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Answered: 3 Common Questions About Careers in Data Analytics

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Data can be incredibly powerful, but only when utilized effectively. Humans currently generate vast quantities of information capable of informing decision-making in spheres as different as healthcare and human resources. However, chances are that organizations will only leverage a fraction of the 181 zettabytes of global data experts predict will exist by 2025. Traditional statistical analysis methods were sufficient to analyze trends in relatively small static datasets. Today's data is vast in quantity, rapidly changing, and often unstructured, making it challenging to collect, curate, and analyze.

Organizations increasingly need analysts who can use more sophisticated methods applicable to more fluid and diverse data sets to provide actionable business insights. As a result, new data analyst roles (including specialist roles such as data engineer) are opening across industries, leading many professionals to ask: "Should I get a data analytics degree?" The challenge is that there is no correct answer–only the answer that's right for the individual.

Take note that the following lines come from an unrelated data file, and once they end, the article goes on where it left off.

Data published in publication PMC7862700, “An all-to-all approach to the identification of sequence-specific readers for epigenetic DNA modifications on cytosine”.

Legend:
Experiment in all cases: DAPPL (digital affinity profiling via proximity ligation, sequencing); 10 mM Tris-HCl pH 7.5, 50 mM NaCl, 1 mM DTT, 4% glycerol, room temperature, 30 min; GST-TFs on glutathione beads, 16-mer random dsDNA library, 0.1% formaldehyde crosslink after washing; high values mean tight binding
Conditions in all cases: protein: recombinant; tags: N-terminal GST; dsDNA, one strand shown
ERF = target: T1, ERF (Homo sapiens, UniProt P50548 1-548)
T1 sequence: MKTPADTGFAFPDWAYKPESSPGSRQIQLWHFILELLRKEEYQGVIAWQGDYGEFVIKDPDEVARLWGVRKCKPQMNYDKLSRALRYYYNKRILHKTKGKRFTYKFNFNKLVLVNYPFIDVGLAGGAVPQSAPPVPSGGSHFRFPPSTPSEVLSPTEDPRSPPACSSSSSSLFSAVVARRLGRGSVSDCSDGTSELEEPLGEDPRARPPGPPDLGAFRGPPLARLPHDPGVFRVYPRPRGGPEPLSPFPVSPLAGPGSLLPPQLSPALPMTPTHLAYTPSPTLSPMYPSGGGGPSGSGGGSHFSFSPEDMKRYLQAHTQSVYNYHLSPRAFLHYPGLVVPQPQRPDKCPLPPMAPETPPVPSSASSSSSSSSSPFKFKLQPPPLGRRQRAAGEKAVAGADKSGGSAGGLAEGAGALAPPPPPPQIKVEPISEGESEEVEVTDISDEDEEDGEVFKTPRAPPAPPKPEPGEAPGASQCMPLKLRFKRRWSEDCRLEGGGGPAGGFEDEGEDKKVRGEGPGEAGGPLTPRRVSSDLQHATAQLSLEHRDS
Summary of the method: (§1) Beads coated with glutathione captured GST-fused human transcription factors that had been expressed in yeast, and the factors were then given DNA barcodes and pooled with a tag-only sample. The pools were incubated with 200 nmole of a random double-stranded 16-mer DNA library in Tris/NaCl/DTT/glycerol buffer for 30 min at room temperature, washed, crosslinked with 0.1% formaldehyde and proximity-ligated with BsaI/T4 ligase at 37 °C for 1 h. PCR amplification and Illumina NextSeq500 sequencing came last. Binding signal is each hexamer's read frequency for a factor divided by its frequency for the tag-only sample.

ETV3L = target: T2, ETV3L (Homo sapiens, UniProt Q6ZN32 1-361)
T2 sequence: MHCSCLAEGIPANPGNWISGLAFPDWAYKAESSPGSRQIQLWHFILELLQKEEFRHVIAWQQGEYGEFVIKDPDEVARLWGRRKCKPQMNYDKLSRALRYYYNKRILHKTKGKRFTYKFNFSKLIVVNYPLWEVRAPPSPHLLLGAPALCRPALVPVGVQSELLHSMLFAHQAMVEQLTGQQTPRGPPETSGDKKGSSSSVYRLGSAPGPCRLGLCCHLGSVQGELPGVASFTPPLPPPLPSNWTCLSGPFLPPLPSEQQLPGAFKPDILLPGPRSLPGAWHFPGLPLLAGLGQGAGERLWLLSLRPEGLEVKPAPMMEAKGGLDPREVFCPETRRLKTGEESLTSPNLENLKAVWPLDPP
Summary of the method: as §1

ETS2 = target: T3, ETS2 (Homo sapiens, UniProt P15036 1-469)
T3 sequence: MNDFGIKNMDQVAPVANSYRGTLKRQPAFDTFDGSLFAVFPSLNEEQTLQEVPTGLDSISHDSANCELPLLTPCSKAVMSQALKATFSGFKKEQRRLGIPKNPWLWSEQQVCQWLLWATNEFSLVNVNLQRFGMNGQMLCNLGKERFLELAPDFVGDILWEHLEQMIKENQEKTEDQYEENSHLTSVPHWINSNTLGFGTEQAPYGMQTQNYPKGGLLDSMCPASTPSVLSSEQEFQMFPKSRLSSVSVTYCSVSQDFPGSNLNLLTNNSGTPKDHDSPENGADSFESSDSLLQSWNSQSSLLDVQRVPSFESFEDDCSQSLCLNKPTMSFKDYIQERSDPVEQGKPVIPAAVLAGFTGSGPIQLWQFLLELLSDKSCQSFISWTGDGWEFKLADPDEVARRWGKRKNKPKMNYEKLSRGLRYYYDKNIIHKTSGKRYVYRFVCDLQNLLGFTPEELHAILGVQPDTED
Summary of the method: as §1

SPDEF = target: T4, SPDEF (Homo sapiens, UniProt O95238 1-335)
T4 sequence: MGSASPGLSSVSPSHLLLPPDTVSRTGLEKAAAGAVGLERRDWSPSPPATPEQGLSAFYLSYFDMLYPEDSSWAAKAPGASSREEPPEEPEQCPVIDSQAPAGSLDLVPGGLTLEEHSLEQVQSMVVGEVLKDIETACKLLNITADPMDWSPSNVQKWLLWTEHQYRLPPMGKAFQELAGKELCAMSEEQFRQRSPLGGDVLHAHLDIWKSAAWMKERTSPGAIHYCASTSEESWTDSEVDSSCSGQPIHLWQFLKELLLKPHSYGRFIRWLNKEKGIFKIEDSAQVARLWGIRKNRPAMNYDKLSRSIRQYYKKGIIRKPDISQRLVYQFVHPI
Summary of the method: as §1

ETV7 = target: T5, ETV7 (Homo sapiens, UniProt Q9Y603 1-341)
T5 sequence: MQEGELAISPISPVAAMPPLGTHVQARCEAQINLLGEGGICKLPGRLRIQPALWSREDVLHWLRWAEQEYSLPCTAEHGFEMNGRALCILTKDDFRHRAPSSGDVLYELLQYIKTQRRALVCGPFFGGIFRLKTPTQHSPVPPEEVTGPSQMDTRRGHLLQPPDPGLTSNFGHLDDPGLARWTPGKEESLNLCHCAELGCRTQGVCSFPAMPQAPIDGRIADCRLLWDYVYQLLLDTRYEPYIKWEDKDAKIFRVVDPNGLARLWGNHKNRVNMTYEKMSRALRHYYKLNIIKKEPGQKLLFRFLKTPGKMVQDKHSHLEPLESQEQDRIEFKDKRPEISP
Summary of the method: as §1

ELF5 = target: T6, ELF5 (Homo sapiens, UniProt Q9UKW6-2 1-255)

People study analytics and become data analysts for various reasons. Developing data analysis skills opens access to virtually any field. Data analysts work for healthcare networks, nonprofits, government agencies, and fast-growing tech startups. Demand for data analysts is also growing, and professionals in the field are well compensated. According to the U.S. Bureau of Labor Statistics (BLS), "statistician" (a job category encompassing data analyst and data scientist) is one of the fastest-growing occupations in the United States.